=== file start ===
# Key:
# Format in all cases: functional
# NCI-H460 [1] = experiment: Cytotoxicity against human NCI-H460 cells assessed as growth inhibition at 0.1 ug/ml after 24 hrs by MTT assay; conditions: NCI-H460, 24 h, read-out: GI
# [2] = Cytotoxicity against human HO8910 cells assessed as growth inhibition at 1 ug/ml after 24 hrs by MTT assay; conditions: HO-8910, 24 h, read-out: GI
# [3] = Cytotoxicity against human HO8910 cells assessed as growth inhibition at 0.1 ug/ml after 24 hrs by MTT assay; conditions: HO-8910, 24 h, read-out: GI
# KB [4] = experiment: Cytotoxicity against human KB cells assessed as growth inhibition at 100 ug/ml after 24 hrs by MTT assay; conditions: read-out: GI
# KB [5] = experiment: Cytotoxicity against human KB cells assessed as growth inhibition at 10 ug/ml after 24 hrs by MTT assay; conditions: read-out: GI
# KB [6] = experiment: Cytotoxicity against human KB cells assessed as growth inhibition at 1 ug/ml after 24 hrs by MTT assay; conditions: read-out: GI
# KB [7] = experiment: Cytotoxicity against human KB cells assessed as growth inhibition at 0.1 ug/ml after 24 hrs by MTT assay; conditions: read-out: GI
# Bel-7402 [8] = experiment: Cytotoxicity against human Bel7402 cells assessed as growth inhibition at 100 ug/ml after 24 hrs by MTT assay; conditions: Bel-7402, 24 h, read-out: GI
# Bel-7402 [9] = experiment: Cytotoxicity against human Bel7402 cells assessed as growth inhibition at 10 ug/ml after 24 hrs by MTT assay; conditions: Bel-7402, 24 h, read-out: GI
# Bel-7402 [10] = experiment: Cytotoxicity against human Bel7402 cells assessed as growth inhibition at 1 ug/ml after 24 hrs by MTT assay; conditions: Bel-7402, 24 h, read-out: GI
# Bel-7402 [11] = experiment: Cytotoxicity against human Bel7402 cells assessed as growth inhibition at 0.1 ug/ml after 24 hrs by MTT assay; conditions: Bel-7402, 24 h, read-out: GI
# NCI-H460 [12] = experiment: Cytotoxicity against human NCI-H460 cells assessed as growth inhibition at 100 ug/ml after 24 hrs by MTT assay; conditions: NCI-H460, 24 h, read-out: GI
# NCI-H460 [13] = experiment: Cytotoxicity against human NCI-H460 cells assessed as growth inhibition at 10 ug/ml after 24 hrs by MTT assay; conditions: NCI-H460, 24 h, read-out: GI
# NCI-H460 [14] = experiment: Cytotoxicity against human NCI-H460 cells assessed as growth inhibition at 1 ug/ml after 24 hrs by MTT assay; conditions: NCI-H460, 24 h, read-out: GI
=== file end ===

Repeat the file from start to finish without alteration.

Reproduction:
# Key:
# Format in all cases: functional
# NCI-H460 [1] = experiment: Cytotoxicity against human NCI-H460 cells assessed as growth inhibition at 0.1 ug/ml after 24 hrs by MTT assay; conditions: NCI-H460, 24 h, read-out: GI
# [2] = Cytotoxicity against human HO8910 cells assessed as growth inhibition at 1 ug/ml after 24 hrs by MTT assay; conditions: HO-8910, 24 h, read-out: GI
# [3] = Cytotoxicity against human HO8910 cells assessed as growth inhibition at 0.1 ug/ml after 24 hrs by MTT assay; conditions: HO-8910, 24 h, read-out: GI
# KB [4] = experiment: Cytotoxicity against human KB cells assessed as growth inhibition at 100 ug/ml after 24 hrs by MTT assay; conditions: read-out: GI
# KB [5] = experiment: Cytotoxicity against human KB cells assessed as growth inhibition at 10 ug/ml after 24 hrs by MTT assay; conditions: read-out: GI
# KB [6] = experiment: Cytotoxicity against human KB cells assessed as growth inhibition at 1 ug/ml after 24 hrs by MTT assay; conditions: read-out: GI
# KB [7] = experiment: Cytotoxicity against human KB cells assessed as growth inhibition at 0.1 ug/ml after 24 hrs by MTT assay; conditions: read-out: GI
# Bel-7402 [8] = experiment: Cytotoxicity against human Bel7402 cells assessed as growth inhibition at 100 ug/ml after 24 hrs by MTT assay; conditions: Bel-7402, 24 h, read-out: GI
# Bel-7402 [9] = experiment: Cytotoxicity against human Bel7402 cells assessed as growth inhibition at 10 ug/ml after 24 hrs by MTT assay; conditions: Bel-7402, 24 h, read-out: GI
# Bel-7402 [10] = experiment: Cytotoxicity against human Bel7402 cells assessed as growth inhibition at 1 ug/ml after 24 hrs by MTT assay; conditions: Bel-7402, 24 h, read-out: GI
# Bel-7402 [11] = experiment: Cytotoxicity against human Bel7402 cells assessed as growth inhibition at 0.1 ug/ml after 24 hrs by MTT assay; conditions: Bel-7402, 24 h, read-out: GI
# NCI-H460 [12] = experiment: Cytotoxicity against human NCI-H460 cells assessed as growth inhibition at 100 ug/ml after 24 hrs by MTT assay; conditions: NCI-H460, 24 h, read-out: GI
# NCI-H460 [13] = experiment: Cytotoxicity against human NCI-H460 cells assessed as growth inhibition at 10 ug/ml after 24 hrs by MTT assay; conditions: NCI-H460, 24 h, read-out: GI
# NCI-H460 [14] = experiment: Cytotoxicity against human NCI-H460 cells assessed as growth inhibition at 1 ug/ml after 24 hrs by MTT assay; conditions: NCI-H460, 24 h, read-out: GI